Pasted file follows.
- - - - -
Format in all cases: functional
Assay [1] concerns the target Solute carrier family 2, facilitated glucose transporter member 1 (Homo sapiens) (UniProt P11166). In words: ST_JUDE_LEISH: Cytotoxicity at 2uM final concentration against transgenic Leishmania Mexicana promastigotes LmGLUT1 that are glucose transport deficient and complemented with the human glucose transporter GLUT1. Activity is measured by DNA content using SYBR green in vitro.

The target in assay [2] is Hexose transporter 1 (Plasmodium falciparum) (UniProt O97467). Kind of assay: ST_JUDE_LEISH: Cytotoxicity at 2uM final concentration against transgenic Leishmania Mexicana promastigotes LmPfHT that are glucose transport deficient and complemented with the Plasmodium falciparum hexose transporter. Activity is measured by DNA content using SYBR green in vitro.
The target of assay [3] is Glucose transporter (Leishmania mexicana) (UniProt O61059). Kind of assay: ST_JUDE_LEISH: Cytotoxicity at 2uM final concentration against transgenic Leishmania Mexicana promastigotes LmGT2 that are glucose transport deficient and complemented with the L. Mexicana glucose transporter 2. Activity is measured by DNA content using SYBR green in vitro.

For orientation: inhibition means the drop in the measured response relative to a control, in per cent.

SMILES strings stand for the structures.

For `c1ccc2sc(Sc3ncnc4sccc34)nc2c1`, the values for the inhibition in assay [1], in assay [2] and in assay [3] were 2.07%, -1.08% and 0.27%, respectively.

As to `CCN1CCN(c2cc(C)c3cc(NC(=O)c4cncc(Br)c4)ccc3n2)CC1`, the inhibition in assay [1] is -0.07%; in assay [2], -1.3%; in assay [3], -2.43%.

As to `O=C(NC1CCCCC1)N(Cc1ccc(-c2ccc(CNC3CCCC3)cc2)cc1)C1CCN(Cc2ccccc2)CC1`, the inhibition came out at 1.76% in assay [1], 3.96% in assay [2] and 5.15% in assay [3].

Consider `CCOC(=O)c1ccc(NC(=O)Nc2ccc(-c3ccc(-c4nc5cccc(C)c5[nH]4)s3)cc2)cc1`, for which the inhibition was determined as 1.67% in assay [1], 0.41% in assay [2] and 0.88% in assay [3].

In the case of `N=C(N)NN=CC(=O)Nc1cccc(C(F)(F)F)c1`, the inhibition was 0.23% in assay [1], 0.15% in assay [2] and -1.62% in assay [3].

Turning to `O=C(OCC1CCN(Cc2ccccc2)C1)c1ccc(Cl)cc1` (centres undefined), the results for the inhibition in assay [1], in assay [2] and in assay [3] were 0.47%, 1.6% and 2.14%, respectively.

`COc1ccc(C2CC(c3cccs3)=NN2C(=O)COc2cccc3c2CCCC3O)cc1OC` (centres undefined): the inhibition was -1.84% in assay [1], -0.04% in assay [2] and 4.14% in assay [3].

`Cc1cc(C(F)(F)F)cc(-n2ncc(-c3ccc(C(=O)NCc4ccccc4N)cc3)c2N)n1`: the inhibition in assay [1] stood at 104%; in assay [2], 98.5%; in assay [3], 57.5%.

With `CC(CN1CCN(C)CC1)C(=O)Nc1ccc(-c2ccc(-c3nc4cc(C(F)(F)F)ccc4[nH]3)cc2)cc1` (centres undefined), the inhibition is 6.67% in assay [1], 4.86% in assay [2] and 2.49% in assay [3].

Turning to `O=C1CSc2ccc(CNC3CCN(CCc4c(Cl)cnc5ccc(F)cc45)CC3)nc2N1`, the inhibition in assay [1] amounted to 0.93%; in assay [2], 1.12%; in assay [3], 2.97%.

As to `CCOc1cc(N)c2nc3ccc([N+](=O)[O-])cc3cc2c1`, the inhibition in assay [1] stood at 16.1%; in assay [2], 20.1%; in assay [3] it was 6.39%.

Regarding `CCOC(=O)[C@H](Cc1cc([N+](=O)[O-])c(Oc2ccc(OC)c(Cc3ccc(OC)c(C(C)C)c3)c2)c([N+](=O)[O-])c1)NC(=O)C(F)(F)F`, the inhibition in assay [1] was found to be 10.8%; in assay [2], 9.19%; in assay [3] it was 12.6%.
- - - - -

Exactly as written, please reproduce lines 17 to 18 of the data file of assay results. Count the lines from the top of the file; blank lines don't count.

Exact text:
As to `CCOc1cc(N)c2nc3ccc([N+](=O)[O-])cc3cc2c1`, the inhibition in assay [1] stood at 16.1%; in assay [2], 20.1%; in assay [3] it was 6.39%.

Regarding `CCOC(=O)[C@H](Cc1cc([N+](=O)[O-])c(Oc2ccc(OC)c(Cc3ccc(OC)c(C(C)C)c3)c2)c([N+](=O)[O-])c1)NC(=O)C(F)(F)F`, the inhibition in assay [1] was found to be 10.8%; in assay [2], 9.19%; in assay [3] it was 12.6%.